That was the impression some observers said was created by an April 15 Bloomberg news story titled, “Ohio’s $500 billion oil dream fades as Utica turns gassy.” (see article below)
But those observers say people who think the Utica is a bust are missing the point. Oil was not the Utica’s major attraction to begin with — “wet” gas that contains not just methane, but ethane and other valuable liquids has been the major lure for drillers.
Oil, if it was found and successfully extracted, would just be a bonus.
Nonetheless the story drew attention to some developments in Ohio that are open to interpretation. Those developments include the large-scale sale of mineral rights leases by some of the Utica’s big producers — among them the biggest producer by far, Oklahoma City-based Chesapeake Energy.
A motivated seller
Chesapeake has been trying to sell rights on 337,000 acres in Ohio since the middle of last year and, earlier this month, it listed another 94,000 acres for sale. Meanwhile, EnerVest Ltd. and Devon Energy Corp., two other drillers that were active here, have put up for sale smaller offerings.
So, does that mean Utica play is a bust? Not at all, say analysts and industry insiders, especially considering who’s doing most of the selling.
While Devon and Enervest might be selling because they were disappointed not to get more oil from their wells, Chesapeake is another matter. It needs to raise billions in cash to bolster its balance sheets, analysts say, so it’s difficult to tell whether it’s selling mineral rights in areas it doesn’t want to keep, or whether it’s marketing good acreage in order to improve its chances of finding buyers and raising more cash.
Or, it could be both.
The last possibility might explain why Chesapeake put up some acreage last year and then, when no buyer emerged, put up for sale a new selection of leases this month.
“You can’t really make a firm judgment just because they’re selling there,” said Allen Brooks, a longtime industry analyst and consultant in Houston and author of the popular industry blog “Musings from the Oil Patch.”
“When you’re so over-leveraged, you basically start selling the things that are least valuable to you in the long term,” Mr. Brooks said. “If you can’t sell those, then you sell the more valuable property.”
Observers also took issue with the supposed disappointment that Ohio might not contain the “$500 billion” of oil that they say only the uninformed really were expecting. That figure comes from a 2011 presentation made by the Ohio Department of Natural Resources, but it was given with several caveats that are now being ignored.
The $500 billion figure was used as the upper end of a wide range of estimates of the play’s total resources, said one local analyst who asked to remain anonymous — it was never a hard and fast estimate of what drillers would produce.
Mr. Brooks remembers the event similarly.
“I thought he did a good job of presenting how the number could be very disappointing or very prolific,” Mr. Brooks said of the 2011 presentation by former ODNR geologist Larry Wickstrom. “But the real message was: ‘Hey guys, we’ve got a couple of years before we know which end of that spectrum we’re going to be on.’”
Pipelines prognosticate production
But perhaps the biggest reason many experts say they still have faith in the Utica play is the amount of midstream development planned for Ohio. Midstream companies have already begun to spend what they say will be billions of dollars on pipelines to gather and transport gas, as well as on processing facilities used to separate wet-gas components and make methane more compatible for pipeline transport.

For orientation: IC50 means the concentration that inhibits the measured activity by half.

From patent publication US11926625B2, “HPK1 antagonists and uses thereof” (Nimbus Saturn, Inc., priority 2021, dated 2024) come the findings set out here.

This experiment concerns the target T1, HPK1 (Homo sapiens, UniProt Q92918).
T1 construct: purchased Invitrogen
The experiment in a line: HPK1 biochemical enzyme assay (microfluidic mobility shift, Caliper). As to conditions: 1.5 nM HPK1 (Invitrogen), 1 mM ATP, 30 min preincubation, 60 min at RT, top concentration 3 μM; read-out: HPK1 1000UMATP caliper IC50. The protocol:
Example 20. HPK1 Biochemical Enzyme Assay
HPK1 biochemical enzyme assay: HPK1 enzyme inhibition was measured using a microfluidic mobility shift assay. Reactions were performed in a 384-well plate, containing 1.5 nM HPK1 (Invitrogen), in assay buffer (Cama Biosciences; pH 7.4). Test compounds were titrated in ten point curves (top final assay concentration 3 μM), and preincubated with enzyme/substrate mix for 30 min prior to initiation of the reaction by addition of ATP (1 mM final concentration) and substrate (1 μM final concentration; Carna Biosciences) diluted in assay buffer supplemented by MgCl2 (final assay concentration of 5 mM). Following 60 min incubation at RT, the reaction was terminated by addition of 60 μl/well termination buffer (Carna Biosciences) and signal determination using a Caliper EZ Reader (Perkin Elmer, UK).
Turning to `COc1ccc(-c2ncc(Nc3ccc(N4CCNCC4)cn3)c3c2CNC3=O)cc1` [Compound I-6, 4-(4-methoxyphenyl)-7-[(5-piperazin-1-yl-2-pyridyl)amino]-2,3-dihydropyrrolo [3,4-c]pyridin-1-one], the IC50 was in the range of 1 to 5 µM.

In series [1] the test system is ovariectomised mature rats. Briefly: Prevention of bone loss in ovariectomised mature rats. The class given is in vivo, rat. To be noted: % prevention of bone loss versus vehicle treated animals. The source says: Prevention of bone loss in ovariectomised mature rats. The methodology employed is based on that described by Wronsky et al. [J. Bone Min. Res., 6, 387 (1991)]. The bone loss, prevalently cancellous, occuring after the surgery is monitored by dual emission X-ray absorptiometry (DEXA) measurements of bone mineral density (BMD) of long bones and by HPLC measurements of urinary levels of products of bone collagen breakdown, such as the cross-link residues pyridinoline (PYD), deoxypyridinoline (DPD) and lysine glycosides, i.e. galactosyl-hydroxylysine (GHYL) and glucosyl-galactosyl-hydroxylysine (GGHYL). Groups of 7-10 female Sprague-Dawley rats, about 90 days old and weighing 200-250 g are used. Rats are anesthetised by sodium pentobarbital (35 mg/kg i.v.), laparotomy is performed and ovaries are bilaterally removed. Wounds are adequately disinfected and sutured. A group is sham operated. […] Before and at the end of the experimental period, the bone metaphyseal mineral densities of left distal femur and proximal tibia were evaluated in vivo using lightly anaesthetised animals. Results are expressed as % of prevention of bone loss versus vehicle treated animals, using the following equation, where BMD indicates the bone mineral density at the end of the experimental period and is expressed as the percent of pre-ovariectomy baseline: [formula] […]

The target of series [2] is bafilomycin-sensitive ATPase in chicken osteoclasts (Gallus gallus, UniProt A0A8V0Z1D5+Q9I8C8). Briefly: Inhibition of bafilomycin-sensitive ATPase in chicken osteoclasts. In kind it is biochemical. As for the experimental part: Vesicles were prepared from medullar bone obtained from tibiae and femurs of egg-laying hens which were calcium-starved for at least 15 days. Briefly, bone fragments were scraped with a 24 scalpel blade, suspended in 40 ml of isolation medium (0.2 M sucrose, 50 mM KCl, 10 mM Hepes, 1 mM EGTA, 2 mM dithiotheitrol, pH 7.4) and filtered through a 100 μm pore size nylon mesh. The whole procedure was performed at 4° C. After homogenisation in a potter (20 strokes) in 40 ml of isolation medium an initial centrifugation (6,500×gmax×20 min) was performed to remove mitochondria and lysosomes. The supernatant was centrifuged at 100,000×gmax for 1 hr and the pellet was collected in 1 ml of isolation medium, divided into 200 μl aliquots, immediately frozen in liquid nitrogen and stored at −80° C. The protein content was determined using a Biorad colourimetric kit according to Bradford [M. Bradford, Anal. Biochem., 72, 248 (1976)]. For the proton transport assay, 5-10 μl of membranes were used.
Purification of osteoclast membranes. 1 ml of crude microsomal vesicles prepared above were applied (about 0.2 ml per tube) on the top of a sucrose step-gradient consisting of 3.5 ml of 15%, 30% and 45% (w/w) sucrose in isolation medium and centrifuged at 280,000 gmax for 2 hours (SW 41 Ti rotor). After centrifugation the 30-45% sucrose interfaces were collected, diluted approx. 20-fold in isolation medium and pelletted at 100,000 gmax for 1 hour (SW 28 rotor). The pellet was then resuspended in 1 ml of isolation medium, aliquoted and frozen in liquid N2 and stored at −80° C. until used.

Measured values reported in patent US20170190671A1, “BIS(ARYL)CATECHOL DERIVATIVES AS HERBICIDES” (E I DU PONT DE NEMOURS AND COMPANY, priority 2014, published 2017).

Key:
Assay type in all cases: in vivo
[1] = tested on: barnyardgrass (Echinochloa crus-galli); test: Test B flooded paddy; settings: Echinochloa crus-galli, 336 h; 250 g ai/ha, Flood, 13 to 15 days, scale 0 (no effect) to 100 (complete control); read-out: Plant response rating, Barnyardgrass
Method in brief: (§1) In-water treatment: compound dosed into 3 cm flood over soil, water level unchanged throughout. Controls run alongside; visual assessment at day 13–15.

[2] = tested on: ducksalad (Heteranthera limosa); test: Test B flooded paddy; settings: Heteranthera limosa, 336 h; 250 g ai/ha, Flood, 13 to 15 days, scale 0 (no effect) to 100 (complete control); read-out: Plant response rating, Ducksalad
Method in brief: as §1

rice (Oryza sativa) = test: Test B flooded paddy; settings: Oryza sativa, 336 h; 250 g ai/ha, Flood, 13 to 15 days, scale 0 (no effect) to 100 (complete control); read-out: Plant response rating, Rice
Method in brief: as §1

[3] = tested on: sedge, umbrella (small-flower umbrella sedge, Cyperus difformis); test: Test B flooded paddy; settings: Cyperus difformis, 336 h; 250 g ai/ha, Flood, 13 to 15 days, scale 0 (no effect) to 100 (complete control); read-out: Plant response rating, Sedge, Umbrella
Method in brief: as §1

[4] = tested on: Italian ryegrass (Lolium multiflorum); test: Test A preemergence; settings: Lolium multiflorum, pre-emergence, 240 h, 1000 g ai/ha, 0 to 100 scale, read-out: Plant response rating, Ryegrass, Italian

Many of those companies, including big developers such as Oklahoma-based Access Midstream Partners and Dallas-based Caiman Energy, were in Canton and Pittsburgh just this month, updating the industry on their progress and recruiting local contractors to help them complete their developments.
The midstream companies made it clear that they are in close contact with drillers and are expecting massive amounts of natural gas and other hydrocarbons to fill their pipelines and keep their processing facilities busy. Because they partner with drillers and work with them on long-term contracts, midstream developers have an excellent view of the play not afforded to most other observers.
“You don’t see many pipelines that are built and then abandoned in a few years,” Mr. Brooks said. “When people do that (build pipelines), they’re confident that the resources are there and they’re betting the play will be productive.”
More than anything, experts warn that those interested in the play need to be patient. The play is still in its early stages, and until pipelines are built that enable more wells to be brought on line, no one will have a clear picture of what the Utica holds or what it will give up.
Meanwhile, the state of Ohio has not even released drilling results for 2012, the first year for which substantial results from horizontal Utica shale wells will be available.
Don Fischbach, an oil and gas industry attorney who came from Oklahoma to become a partner with the Cleveland law firm Calfee Halter & Griswold largely because of the Utica’s potential, said he isn’t worried.
“It’s far too early to draw conclusions,” Mr. Fischbach said.
“If this (the Utica) were a child that we were going to raise and send to college, we’d still be in the first trimester of our pregnancy in terms of where we are on the timeline,” Mr. Fischbach said.
By DAN SHINGLER